Local News

  • Chapter commander to speak at MOWW meeting

    This month’s meeting of the Military Order of World Wars is Jan. 19. The guest speaker is Dr. Gregg Giesler. 

    The meeting will begin with a social period at 6 p.m. followed by a brief business meeting and dinner at 6:25 p.m. Giesler’s presentation will begin at about 7:15 p.m. The Military Order of the World Wars dinner meetings are open to interested citizens for the dinner and program with RSVP, or the program only at no cost.

    In 2012, Giesler and his wife visited Vietnam, Cambodia and Thailand, including a cruise on the Mekong River. Some of the highlights of this trip included visiting the “Hanoi Hilton,” the Killing Fields and the Cu Chi Tunnels. He will talk about some of these interesting locations of the Vietnam War period. Come and learn about these important sites.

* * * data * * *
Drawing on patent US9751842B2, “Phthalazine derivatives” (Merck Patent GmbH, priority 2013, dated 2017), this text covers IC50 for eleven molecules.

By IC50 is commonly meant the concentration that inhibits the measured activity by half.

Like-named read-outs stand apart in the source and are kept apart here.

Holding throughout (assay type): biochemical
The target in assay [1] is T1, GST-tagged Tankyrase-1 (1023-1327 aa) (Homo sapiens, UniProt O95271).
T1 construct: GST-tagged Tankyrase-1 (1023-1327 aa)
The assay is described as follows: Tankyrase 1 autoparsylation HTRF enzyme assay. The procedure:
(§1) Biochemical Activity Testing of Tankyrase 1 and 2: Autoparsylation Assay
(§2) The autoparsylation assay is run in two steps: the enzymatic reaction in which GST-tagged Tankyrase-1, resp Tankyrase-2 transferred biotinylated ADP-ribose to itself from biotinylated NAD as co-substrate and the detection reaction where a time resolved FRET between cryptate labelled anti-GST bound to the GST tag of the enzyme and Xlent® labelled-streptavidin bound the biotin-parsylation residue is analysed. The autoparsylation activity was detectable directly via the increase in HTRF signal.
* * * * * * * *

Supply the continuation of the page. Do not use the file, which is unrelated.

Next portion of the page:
• Education: 'Super School' team makes progress

    The “XQ Super School” movement is alive and well at Los Alamos High School, as evidenced by a recent update from the team in charge of the project.
    XQ Super School is a movement started by Laurene Powell Jobs, wife of the late computer inventor/entrepreneur Steve Jobs. The movement, in part funded by a $50 million grant from Laurene Jobs, seeks to reinvent the high school model, a model she said hasn’t changed in 100 years.
    According to the Xqsuperschool.org website, Laurene Jobs issued a national request for entries in the form of a contest in September. The top five winning school districts will be awarded a share of the $50 million grant to carry out their idea.